By the tender mercy of our God, the dawn from on high will break upon us . . . to guide our feet into the way of peace. — Luke 1:78-79
During this season of Advent, we wait expectantly for the coming of Christ. We long for God’s justice, peace and mercy to be fully revealed on earth. In the midst of the world’s brokenness, we mourn with all who suffer, in Syria, Beirut, Paris, San Bernardino and across the globe.
In these difficult times, we reaffirm our commitment to the way of Jesus.
In the face of fear, we proclaim our commitment to hospitality. Just as Jesus offered table fellowship to all, we call on church members to welcome immigrants, refugees and asylum seekers into our communities and homes. Over the years, many Anabaptists have come to the United States seeking refuge. We can do no less for those who are in need. We call on the U.S. government to keep the doors open to refugees and asylum seekers and to work toward more just and humane immigration policies.
In the face of scarcity, we proclaim our commitment to generosity. Thanks to the generosity of church members, Mennonite Central Committee is providing assistance to Syrians affected by the war, including food, shelter, blankets and fuel. We call on church members to continue to give generously to all those in need. We urge the international community, including the U.S. government, to provide much more generous humanitarian assistance to people impacted by the crisis in Syria and Iraq.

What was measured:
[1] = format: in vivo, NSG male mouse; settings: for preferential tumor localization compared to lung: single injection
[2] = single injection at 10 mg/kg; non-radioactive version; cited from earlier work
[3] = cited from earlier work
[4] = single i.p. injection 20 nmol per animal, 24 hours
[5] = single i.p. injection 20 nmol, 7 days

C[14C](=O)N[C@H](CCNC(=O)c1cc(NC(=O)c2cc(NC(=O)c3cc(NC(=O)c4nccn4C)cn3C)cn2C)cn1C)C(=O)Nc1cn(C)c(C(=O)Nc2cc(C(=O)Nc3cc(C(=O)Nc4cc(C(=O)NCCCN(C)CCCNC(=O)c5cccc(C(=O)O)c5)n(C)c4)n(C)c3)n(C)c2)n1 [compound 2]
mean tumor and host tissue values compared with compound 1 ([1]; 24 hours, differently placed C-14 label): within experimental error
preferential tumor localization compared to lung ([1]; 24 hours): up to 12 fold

In the face of violence, we proclaim our commitment to peace. As followers of the Prince of Peace, we believe that our weapons and use of military might are making our communities and our nation less secure. We call on church members to work for peace in their own communities. We support common-sense gun laws to prevent gun deaths and injuries in the United States. We oppose continued U.S. military involvement in Syria and Iraq and urge the U.S. government to devote its resources instead to a negotiated, political solution.
In the face of hatred, we proclaim our commitment to love. Taking seriously Jesus’ call to love our neighbors, we stand alongside our Muslim neighbors and friends in this country and around the world. Rather than giving in to stereotypes and prejudices, we call on church members to build bridges with our Muslim neighbors and work together for peace. We condemn the use of hateful and divisive rhetoric from political and religious leaders and urge them to support religious freedom for people of all faiths.
As we celebrate Advent this year, we remember that the long-awaited Savior came as a vulnerable child who became a refugee and as the Prince of Peace who disavowed the use of military might. Rather than giving in to fear, scarcity, violence and hate, may our lives show the incarnate reality of the Christ child among us.
J Ron Byler is executive director of Mennonite Central Committee U.S.